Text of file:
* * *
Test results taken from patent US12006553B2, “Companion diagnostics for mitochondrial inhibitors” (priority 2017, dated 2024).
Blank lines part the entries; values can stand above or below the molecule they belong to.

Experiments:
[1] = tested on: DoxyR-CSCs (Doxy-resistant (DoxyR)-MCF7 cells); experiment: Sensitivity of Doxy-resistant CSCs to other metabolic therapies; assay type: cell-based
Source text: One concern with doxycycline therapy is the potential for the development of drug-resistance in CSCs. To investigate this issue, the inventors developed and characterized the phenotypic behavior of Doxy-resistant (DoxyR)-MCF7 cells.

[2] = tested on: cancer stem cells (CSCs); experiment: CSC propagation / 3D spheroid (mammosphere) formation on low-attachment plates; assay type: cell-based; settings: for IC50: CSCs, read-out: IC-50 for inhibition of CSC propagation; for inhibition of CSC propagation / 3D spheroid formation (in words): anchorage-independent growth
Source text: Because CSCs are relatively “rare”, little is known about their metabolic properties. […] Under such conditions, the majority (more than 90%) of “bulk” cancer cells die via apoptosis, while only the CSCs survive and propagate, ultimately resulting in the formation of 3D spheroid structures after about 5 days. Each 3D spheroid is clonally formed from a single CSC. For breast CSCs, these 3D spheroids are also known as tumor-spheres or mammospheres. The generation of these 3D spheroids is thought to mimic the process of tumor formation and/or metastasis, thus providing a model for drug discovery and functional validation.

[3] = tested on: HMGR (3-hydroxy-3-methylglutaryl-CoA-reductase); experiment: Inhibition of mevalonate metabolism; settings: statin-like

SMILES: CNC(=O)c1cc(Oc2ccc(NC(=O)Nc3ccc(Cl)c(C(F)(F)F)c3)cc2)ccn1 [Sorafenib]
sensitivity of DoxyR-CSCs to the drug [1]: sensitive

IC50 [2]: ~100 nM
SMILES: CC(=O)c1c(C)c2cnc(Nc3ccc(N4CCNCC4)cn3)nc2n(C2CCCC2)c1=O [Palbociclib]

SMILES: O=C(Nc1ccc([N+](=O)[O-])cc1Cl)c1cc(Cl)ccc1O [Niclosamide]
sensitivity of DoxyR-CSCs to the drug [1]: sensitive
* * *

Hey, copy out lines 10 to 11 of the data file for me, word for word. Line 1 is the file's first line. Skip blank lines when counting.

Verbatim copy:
sensitivity of DoxyR-CSCs to the drug [1]: sensitive

IC50 [2]: ~100 nM